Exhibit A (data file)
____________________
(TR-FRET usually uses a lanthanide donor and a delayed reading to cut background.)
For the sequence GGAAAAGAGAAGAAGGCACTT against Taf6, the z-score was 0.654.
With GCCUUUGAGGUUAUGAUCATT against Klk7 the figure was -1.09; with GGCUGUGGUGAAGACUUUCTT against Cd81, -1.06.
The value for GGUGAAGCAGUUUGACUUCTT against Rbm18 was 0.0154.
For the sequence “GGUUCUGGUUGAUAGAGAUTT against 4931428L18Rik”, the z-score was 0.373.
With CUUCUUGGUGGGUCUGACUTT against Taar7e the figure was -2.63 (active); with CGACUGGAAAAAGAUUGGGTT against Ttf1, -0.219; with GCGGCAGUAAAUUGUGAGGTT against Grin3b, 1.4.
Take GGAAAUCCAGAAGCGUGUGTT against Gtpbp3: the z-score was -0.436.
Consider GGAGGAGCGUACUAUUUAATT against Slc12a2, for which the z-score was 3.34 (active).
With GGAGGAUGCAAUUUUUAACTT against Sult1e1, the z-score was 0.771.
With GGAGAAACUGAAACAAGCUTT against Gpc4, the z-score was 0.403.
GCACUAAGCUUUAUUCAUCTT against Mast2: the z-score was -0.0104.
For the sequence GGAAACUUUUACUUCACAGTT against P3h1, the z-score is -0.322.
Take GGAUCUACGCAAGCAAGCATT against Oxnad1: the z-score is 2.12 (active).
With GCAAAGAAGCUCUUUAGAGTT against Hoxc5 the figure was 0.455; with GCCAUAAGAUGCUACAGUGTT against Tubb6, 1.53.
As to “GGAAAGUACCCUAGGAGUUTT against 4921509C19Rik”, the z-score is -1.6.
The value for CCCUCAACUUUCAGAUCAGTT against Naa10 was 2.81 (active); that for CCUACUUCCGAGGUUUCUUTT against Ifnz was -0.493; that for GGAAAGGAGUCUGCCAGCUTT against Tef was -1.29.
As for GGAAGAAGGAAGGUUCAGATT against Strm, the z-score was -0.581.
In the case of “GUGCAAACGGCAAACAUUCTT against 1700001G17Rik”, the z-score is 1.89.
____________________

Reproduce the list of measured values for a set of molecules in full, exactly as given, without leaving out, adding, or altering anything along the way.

(TR-FRET usually uses a lanthanide donor and a delayed reading to cut background.)
For the sequence GGAAAAGAGAAGAAGGCACTT against Taf6, the z-score was 0.654.
With GCCUUUGAGGUUAUGAUCATT against Klk7 the figure was -1.09; with GGCUGUGGUGAAGACUUUCTT against Cd81, -1.06.
The value for GGUGAAGCAGUUUGACUUCTT against Rbm18 was 0.0154.
For the sequence “GGUUCUGGUUGAUAGAGAUTT against 4931428L18Rik”, the z-score was 0.373.
With CUUCUUGGUGGGUCUGACUTT against Taar7e the figure was -2.63 (active); with CGACUGGAAAAAGAUUGGGTT against Ttf1, -0.219; with GCGGCAGUAAAUUGUGAGGTT against Grin3b, 1.4.
Take GGAAAUCCAGAAGCGUGUGTT against Gtpbp3: the z-score was -0.436.
Consider GGAGGAGCGUACUAUUUAATT against Slc12a2, for which the z-score was 3.34 (active).
With GGAGGAUGCAAUUUUUAACTT against Sult1e1, the z-score was 0.771.
With GGAGAAACUGAAACAAGCUTT against Gpc4, the z-score was 0.403.
GCACUAAGCUUUAUUCAUCTT against Mast2: the z-score was -0.0104.
For the sequence GGAAACUUUUACUUCACAGTT against P3h1, the z-score is -0.322.
Take GGAUCUACGCAAGCAAGCATT against Oxnad1: the z-score is 2.12 (active).
With GCAAAGAAGCUCUUUAGAGTT against Hoxc5 the figure was 0.455; with GCCAUAAGAUGCUACAGUGTT against Tubb6, 1.53.
As to “GGAAAGUACCCUAGGAGUUTT against 4921509C19Rik”, the z-score is -1.6.
The value for CCCUCAACUUUCAGAUCAGTT against Naa10 was 2.81 (active); that for CCUACUUCCGAGGUUUCUUTT against Ifnz was -0.493; that for GGAAAGGAGUCUGCCAGCUTT against Tef was -1.29.
As for GGAAGAAGGAAGGUUCAGATT against Strm, the z-score was -0.581.
In the case of “GUGCAAACGGCAAACAUUCTT against 1700001G17Rik”, the z-score is 1.89.